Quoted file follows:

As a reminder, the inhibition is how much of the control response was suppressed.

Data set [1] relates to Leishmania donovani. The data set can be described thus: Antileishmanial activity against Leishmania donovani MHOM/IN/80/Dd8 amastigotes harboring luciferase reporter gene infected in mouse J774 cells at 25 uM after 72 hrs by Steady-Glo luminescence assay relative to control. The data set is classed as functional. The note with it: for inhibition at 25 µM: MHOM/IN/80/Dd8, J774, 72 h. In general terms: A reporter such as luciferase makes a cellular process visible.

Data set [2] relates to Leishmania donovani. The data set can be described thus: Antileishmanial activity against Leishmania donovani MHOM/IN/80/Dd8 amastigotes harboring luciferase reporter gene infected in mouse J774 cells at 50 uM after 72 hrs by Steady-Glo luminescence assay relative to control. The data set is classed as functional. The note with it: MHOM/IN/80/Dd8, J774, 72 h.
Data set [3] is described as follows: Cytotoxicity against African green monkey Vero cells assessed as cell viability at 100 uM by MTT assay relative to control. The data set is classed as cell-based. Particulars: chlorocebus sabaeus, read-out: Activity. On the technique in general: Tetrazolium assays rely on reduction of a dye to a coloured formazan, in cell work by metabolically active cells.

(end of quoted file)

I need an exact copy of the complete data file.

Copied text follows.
As a reminder, the inhibition is how much of the control response was suppressed.

Data set [1] relates to Leishmania donovani. The data set can be described thus: Antileishmanial activity against Leishmania donovani MHOM/IN/80/Dd8 amastigotes harboring luciferase reporter gene infected in mouse J774 cells at 25 uM after 72 hrs by Steady-Glo luminescence assay relative to control. The data set is classed as functional. The note with it: for inhibition at 25 µM: MHOM/IN/80/Dd8, J774, 72 h. In general terms: A reporter such as luciferase makes a cellular process visible.

Data set [2] relates to Leishmania donovani. The data set can be described thus: Antileishmanial activity against Leishmania donovani MHOM/IN/80/Dd8 amastigotes harboring luciferase reporter gene infected in mouse J774 cells at 50 uM after 72 hrs by Steady-Glo luminescence assay relative to control. The data set is classed as functional. The note with it: MHOM/IN/80/Dd8, J774, 72 h.
Data set [3] is described as follows: Cytotoxicity against African green monkey Vero cells assessed as cell viability at 100 uM by MTT assay relative to control. The data set is classed as cell-based. Particulars: chlorocebus sabaeus, read-out: Activity. On the technique in general: Tetrazolium assays rely on reduction of a dye to a coloured formazan, in cell work by metabolically active cells.